The enemy wants to destroy your harvest but you must stand and fight.  Position yourself in the middle and take your stand.  Stand firm in defense of what the Lord has already given you, your harvest, not willing to go down without a fight.  It may be you alone in that field while everyone else has abandoned you, but you must stand in the middle and fight.  When the enemy surrounds you it is not time to panic or run in terror.  It is time to take a stand, no matter what the odds, and defend the harvest.  Your harvest is ready but the enemy wishes to destroy it.  While the Lord is in charge of the great victory, it is still your job to stand in the middle and defend your harvest.

Don't take my word for it; look it up: 2 Sam 23:8-17, John 4:35, 1 Peter 5:7-9

Sunday, February 3, 2013


Feb 4, 2013
2 Cor 6:8-10  "We are treated as impostors, and yet are true; as unknown, and yet well known; as dying, and behold we live; as punished, and yet not killed; as sorrowful, yet always rejoicing..."

Rejoice. It is easy to say or read the word "rejoice" but it is hard to understand in today's language.  Rejoicing was something Biblical characters understood, even lived out in their daily lives, but it gets lost on us today.  We equate rejoicing with being happy, but they are not the same.  Rejoicing is an action whereas happiness is a state of being or state of contentment.  Very few of us rejoice.  Imagine your favorite sports team scoring the winning goal after an intense game.  Your arms raise in the air, you stand to your feet, and shout with excitement.  That is rejoicing.  Or imagine someone showing up to your front door with a very large amount of cash, maybe two years' salary.  You would jump up and down with excitement.  That is rejoicing.  It is a physical and outward manifestation of an inward response to something.

If you look back through the Bible, the Old Testament is full of rejoicing, physical demonstrations of joy.  The Children of the Lord were instructed to rejoice, to outwardly demonstrate in response to what the Lord had done in their lives.  The Lord even told them to hold festivals and celebrations, being sure to rejoice for the reason of the occasion.  However, the modern day church fails to continue these practices; it fails at being glad for what the Lord has done in the past and in the present.  It fails at getting excited about the future.  There is limited outward manifestations of rejoicing in our lives today.  While some of it is a cultural issue (reserved or inhibited societal trends), some of it is a permission issue.  We don't feel we have permission or reason to rejoice.  We think that if there are negative circumstances in our lives, then we have no reason to rejoice.  This could not be further from the truth.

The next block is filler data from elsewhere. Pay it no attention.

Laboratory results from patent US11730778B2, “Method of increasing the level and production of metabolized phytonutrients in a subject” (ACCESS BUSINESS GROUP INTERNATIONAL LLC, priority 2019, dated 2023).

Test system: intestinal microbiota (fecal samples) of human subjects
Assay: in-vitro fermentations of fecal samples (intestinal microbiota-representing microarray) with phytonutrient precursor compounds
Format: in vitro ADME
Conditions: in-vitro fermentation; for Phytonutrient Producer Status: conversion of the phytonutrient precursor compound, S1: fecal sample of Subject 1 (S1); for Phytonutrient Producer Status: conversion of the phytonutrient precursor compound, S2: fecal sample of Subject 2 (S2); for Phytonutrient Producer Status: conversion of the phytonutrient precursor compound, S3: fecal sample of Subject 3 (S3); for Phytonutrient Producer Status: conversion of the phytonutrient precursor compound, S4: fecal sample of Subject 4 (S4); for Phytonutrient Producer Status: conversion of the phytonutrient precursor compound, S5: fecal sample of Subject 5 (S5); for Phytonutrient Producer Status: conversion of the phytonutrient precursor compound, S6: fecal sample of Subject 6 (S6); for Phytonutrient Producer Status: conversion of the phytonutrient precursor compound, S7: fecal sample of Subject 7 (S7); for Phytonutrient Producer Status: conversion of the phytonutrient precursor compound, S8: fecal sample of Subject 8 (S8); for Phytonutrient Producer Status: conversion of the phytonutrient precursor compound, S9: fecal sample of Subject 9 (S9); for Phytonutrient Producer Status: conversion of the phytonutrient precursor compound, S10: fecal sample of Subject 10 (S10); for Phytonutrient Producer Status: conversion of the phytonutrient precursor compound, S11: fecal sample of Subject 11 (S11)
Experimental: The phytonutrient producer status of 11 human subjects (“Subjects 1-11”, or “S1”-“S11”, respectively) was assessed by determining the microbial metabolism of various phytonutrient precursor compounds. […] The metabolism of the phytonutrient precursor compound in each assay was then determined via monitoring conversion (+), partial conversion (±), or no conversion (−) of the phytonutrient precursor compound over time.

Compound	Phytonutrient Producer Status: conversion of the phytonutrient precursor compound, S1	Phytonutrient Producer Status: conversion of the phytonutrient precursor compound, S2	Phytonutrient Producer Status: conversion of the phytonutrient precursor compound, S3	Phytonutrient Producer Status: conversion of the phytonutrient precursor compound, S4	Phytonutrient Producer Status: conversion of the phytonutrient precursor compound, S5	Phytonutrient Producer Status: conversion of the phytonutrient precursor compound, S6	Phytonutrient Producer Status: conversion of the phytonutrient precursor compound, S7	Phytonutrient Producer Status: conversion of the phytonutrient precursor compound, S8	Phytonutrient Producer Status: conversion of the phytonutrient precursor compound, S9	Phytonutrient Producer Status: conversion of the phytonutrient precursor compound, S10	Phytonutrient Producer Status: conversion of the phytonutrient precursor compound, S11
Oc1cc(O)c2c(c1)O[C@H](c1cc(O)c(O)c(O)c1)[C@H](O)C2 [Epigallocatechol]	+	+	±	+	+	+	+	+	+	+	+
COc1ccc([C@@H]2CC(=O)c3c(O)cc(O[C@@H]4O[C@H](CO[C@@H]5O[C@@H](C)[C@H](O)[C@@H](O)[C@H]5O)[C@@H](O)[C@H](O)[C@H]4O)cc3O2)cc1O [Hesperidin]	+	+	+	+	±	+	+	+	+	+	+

The Lord has done wonderful things in your life, in the past and in the present, despite the presence of a few dark rain clouds.  The Lord has saved your soul from the pit of Hell, the Lord has brought you out of past dreadful situations, the Lord has kept you from falling into harm many times over.  Yet, you fail to rejoice.  We all fail to rejoice.  The Lord would say that no matter what, we have a reason to rejoice, knowing we have a full reward in Heaven someday for what we are experiencing right now.  But even still, in the present there are things to rejoice over.  This isn't just being thankful, it is rejoicing over the good things that you DO have in your life, a physical demonstration or expression of joy overflowing from your heart.

It is not just a recommendation but a directive to rejoice.  You have it in you; it is welling up inside of you even now.  Only don't suppress it or squelch it.  It is appropriate to show you are glad for the things the Lord has done for you.  Don't feel guilty about letting it out.  Don't let someone else's dismay keep you from showing that you are excited.  The Lord has done great things in your life and you need to let it out; others need to know about it.  Declare what the Lord has done for you by rejoicing.  It brings glory and honor to Him who sits on the throne of your life.  Raise your arms in excitment.

Don't take my word for it; look it up:   Deut 27:7, 1 Kings 1:40, 1 Chron 15:25, 2 Chron 30:21, Ps 19:5, Ps 30:5, Ps 105:43, Jer 30:19, Acts 5:41, Gal 4:27, Phil 4:4-9, 1 Thes 5:16, 1 Peter 1:8